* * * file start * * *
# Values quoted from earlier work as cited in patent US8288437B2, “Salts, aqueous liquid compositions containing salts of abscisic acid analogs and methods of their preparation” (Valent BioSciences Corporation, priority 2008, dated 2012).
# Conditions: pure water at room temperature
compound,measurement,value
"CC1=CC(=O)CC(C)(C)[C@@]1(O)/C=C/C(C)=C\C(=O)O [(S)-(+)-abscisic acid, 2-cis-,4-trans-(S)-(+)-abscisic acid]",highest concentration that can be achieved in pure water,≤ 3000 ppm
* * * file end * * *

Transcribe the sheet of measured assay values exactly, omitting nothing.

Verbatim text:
# Values quoted from earlier work as cited in patent US8288437B2, “Salts, aqueous liquid compositions containing salts of abscisic acid analogs and methods of their preparation” (Valent BioSciences Corporation, priority 2008, dated 2012).
# Conditions: pure water at room temperature
compound,measurement,value
"CC1=CC(=O)CC(C)(C)[C@@]1(O)/C=C/C(C)=C\C(=O)O [(S)-(+)-abscisic acid, 2-cis-,4-trans-(S)-(+)-abscisic acid]",highest concentration that can be achieved in pure water,≤ 3000 ppm